When, for example, the player heads out to gather pieces for a set of armor, “Blood and Wine” couples the task with an unfolding short story regarding the person who previously owned and designed the gear. Like many video game expansions, “Blood and Wine” promises powerful new equipment. But unlike in others, tracking it down provides more than just a bump in combat statistics and a shiny new outfit to look at. Piecing together one set sees Geralt exploring a secret laboratory and reading notes that describe a father trying to change his mutated son back to normal; another follows a man who undergoes a spiritual awakening, leaving behind his armor blueprints as he makes a retreat to a cave filled with hallucinogenic gases.
The side missions, too, are filled with memorable storylines. The in-game map is dotted with icons representing new quests for Geralt to take on.
A monster may be roaming the countryside; killing it—and getting some money and experience points for his trouble—requires Geralt to investigate its movements and read up on its biology and weaknesses rather than simply heading to the right area for a quick fight. A city tour guide laments that someone has stolen the carved genitals of a famous statue. There’s no map icon to find the hidden testicles, but a detective’s investigation that ultimately leads to a conversation with a sad old man hoping to increase his libido by owning the famous stones. Even opening a treasure chest, sunk at the bottom of a lake or hidden away in a forest glen, may reward the player with a few paragraphs from a journal entry that reveals how the loot found its way there.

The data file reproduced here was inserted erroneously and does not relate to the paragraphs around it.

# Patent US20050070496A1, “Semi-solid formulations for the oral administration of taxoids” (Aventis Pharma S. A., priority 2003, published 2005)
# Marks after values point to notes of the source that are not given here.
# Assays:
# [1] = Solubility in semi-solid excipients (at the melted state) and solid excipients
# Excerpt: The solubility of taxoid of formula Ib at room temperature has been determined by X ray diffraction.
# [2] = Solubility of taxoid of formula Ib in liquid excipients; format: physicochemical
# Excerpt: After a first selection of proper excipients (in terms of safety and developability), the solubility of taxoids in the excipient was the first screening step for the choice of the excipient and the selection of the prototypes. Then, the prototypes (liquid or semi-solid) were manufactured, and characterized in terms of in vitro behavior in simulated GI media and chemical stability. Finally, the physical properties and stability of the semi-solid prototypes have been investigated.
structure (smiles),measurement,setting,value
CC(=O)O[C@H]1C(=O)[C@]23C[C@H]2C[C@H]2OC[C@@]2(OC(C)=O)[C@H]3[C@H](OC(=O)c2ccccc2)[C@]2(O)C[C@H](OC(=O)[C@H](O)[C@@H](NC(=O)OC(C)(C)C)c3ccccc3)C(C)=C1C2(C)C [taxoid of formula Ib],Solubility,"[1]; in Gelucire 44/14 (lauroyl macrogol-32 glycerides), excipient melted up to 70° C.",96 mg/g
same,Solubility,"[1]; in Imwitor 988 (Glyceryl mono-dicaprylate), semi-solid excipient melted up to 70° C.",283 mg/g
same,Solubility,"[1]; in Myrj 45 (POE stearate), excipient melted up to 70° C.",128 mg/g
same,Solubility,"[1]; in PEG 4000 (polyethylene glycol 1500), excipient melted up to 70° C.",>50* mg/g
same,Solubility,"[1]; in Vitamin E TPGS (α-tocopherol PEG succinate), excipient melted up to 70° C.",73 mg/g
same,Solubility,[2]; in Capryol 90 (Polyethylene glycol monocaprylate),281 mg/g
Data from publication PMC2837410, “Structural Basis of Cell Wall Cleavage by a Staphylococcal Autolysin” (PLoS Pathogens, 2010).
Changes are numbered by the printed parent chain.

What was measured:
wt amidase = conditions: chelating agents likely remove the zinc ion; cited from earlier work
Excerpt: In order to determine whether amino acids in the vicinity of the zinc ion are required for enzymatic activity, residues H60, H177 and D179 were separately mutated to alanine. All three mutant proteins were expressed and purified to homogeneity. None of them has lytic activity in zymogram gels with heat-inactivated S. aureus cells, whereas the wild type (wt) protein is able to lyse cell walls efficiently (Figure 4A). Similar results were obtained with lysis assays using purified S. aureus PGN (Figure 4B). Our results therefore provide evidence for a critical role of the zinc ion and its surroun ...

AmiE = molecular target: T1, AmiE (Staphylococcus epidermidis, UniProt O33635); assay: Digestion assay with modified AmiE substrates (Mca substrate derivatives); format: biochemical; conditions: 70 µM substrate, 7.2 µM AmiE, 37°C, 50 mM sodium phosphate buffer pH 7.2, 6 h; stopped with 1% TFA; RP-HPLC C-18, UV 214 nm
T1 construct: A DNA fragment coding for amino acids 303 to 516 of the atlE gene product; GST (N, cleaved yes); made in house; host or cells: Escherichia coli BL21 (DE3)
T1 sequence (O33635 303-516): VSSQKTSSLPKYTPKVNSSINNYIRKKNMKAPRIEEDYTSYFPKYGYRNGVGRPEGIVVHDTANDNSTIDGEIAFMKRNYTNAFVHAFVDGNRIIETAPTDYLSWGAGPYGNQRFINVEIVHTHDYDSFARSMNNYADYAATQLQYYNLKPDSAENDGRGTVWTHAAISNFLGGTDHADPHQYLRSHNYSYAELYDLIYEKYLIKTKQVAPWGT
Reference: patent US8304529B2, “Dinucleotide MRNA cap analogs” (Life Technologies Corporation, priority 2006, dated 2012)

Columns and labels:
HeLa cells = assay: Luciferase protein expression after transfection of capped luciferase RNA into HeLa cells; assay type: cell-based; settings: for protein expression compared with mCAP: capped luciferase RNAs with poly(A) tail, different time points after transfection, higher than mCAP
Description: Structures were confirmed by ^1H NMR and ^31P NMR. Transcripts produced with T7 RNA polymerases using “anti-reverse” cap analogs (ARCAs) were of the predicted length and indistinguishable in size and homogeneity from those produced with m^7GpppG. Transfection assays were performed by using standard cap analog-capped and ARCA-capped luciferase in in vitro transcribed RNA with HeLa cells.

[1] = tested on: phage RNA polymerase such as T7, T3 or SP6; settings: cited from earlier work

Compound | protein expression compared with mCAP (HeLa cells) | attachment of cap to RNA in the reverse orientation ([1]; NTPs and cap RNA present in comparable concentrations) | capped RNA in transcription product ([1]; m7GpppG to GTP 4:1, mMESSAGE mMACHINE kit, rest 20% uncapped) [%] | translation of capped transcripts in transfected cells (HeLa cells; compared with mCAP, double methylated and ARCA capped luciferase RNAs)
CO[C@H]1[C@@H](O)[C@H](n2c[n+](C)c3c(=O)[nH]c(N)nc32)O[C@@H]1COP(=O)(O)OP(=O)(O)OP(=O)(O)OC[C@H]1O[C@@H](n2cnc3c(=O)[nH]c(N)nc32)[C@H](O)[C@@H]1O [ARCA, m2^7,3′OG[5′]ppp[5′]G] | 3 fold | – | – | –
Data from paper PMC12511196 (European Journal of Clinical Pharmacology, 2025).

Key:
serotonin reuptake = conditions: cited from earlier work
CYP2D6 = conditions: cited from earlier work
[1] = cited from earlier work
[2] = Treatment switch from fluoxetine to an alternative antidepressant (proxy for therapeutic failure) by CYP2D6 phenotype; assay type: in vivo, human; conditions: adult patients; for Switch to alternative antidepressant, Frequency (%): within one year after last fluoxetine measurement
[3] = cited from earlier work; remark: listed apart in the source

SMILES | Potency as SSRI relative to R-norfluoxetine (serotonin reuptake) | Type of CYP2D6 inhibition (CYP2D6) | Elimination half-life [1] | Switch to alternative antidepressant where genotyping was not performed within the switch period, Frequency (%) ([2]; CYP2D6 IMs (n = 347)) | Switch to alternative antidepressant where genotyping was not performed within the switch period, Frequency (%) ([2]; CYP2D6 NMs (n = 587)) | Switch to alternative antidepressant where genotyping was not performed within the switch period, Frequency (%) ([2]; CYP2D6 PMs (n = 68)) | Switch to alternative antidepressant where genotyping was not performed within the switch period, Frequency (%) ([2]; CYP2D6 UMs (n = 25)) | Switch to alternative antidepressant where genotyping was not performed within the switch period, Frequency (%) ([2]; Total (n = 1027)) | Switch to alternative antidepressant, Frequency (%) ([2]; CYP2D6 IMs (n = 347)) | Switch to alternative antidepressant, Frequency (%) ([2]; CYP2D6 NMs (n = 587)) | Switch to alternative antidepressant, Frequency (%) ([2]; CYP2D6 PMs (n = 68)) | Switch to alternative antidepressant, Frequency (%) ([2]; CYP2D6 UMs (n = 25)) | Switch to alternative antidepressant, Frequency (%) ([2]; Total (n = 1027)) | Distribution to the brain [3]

Every one of these optional narrative beats works toward the same goal: making the player believe that the game world isn’t just a collection of artificially designed systems, but a living, breathing space filled with unique people and history. All games are an illusion—a delicate magic act where the audience, if compelled, can forget that they’re interacting with lines of code.
Some are better than others at pulling off this trick, and The Witcher is among the best. CD Projekt RED keeps the player under its spell by refusing to let any aspect of its creation feel like a purely mechanical construct.
This, more than anything else, will be The Witcher 3’s legacy. From the main game through to “Blood and Wine”’s finale, it shows the caliber of storytelling even the most sprawling of video games are capable of achieving. It isn’t willing to settle for keeping its audience busy increasing numbers and checking off boxes by offering endless, hollow “content.” Instead, it features a vast environment and plenty of things for the player to do, because that’s the scale its developer requires to tell a story as wide-ranging and multifaceted as it feels its players deserve.
The “Blood and Wine” expansion for The Witcher 3 is available now.
Reid McCarter is a writer and editor based in Toronto. His work has appeared in Kill Screen, Pixels or Death, Paste, VICE, and The Escapist. He is also co-editor of SHOOTER, runs Digital Love Child, and tweets @reidmccarter.